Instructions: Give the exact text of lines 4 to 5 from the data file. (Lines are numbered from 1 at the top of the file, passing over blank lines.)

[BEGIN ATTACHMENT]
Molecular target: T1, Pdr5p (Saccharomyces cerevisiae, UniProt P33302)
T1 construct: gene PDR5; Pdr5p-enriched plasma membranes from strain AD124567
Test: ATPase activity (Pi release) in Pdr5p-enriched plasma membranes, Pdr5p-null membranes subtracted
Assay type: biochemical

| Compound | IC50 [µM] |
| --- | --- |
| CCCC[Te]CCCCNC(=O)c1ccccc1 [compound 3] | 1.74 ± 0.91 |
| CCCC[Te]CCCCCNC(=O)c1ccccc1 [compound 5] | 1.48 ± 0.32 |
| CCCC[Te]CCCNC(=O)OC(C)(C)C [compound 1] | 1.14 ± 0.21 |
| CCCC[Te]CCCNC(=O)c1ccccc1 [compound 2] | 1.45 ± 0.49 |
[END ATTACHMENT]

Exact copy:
Assay type: biochemical

| Compound | IC50 [µM] |